Oct 02, 2017

Nanotech engineering logo imageNanotech Engineering announced that MIT (Massachusetts Institute of Technology) has verified the technology of its new Nanopanel, a solar panel that is declared as 92% efficient (as opposed to around 20% for traditional large panels).

Nanotech Engineering's Nanopanel is described as a solar panel with layers of Graphene as the base, a carbon nanotube forest on top with a mineral solution that can come in any color to match the home. “The panel is slightly thicker and wider than a FedEx envelope, yet stronger than steel, flexible, lightweight, flexible and about half the cost of traditional panels,” said Nanotech.

The CEO of Nanotech said, “We are pleased to have such a prestigious University verify what we already knew, that our Nanopanel is the next and last generation of solar panels”. Nanotech adds that while the nationwide average cost per Watt for Solar is $3.26, the Nanopanel cost per watt is only .55 cents.

Jeffrey Grossman, Professor of Engineering, MIT, said: “Pound for pound, the new solar cells produce up to 1,000 times more power than conventional photovoltaics”. In their study of graphene for solar panel use, he also stated, “Such panels surpass any substance other than reactor-grade uranium in terms of energy produced per pound of material, graphene packs hundreds of times more power per weight than conventional solar cells.”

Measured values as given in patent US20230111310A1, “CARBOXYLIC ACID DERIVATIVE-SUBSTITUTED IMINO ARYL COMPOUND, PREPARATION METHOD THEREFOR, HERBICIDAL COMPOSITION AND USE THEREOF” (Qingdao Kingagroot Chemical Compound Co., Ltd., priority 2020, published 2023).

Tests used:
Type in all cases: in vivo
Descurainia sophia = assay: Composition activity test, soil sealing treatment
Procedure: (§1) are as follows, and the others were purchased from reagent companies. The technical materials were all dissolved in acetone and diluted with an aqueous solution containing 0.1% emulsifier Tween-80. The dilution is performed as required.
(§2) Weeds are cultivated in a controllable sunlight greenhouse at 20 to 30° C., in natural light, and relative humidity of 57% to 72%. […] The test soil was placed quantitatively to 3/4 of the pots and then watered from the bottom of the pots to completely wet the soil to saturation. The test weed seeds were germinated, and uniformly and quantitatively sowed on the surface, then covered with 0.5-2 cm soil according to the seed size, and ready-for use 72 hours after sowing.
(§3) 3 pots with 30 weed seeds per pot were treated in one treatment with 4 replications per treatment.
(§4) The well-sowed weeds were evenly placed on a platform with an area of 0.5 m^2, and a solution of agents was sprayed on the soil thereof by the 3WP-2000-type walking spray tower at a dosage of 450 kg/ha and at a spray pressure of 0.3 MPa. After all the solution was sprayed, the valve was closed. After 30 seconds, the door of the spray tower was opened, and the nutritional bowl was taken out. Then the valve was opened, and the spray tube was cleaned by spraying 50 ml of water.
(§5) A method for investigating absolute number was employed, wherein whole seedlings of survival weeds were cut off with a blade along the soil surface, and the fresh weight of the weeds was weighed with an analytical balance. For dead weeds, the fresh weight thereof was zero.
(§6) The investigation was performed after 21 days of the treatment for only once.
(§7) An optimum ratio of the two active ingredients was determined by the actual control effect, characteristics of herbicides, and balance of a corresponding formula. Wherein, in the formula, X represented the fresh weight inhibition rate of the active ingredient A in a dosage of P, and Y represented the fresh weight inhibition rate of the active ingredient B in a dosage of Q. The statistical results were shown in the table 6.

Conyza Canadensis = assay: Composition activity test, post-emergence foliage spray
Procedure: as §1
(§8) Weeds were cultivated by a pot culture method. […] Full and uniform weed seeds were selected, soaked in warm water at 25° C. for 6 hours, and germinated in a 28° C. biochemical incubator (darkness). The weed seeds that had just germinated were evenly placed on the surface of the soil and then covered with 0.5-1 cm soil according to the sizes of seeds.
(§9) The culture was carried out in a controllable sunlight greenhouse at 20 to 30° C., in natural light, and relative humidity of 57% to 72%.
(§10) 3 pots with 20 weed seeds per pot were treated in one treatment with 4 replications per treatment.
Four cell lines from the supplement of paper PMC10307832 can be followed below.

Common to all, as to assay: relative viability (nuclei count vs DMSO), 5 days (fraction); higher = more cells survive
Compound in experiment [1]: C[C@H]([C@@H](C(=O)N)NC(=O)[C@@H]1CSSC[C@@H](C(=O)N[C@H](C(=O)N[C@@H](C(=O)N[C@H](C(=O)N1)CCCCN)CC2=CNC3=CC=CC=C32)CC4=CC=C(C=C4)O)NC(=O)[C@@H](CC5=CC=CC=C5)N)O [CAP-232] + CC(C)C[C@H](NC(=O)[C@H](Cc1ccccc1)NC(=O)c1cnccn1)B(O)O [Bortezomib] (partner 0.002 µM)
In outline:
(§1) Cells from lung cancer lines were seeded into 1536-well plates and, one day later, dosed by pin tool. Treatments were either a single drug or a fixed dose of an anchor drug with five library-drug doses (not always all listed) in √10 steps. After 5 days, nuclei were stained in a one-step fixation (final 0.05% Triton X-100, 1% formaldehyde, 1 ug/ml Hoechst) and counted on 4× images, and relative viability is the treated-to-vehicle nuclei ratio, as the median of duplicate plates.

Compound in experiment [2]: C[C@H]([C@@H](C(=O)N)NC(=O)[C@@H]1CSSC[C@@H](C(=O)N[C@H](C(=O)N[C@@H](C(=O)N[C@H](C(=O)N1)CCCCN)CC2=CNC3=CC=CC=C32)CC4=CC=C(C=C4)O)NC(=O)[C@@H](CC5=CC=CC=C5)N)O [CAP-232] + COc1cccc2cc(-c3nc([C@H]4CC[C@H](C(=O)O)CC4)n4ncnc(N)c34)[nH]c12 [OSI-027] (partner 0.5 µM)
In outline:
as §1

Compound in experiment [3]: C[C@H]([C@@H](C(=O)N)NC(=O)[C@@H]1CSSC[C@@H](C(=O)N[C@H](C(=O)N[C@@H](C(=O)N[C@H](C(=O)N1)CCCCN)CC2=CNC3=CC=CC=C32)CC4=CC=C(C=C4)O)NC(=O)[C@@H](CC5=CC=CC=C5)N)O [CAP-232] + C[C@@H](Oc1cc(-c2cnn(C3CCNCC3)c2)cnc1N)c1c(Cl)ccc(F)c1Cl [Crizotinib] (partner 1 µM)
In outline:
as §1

Source: 
Graphene Catalog, find your graphene materials here!

Comments

This new is fake. A 92% rating in ratiation/electricity conversion violate the laws of thermodynamics. And where is the link of the investigation?

Jeffrey Grossman, the MIT professor, denies had participated in this investigation.

This page have lost its credibility for me.

Here is the original MIT news article that says "could"
http://news.mit.edu/2013/thinner-solar-panels-0626

92% efficiency? That's nothing. Apparently it even works at night! From their website:

Through the use of Nano Materials, we can harness 92% of the Suns energy on a Solar Panel the size of a piece of paper, and it continues to work 24 hours a day, 7 days a week, even at night.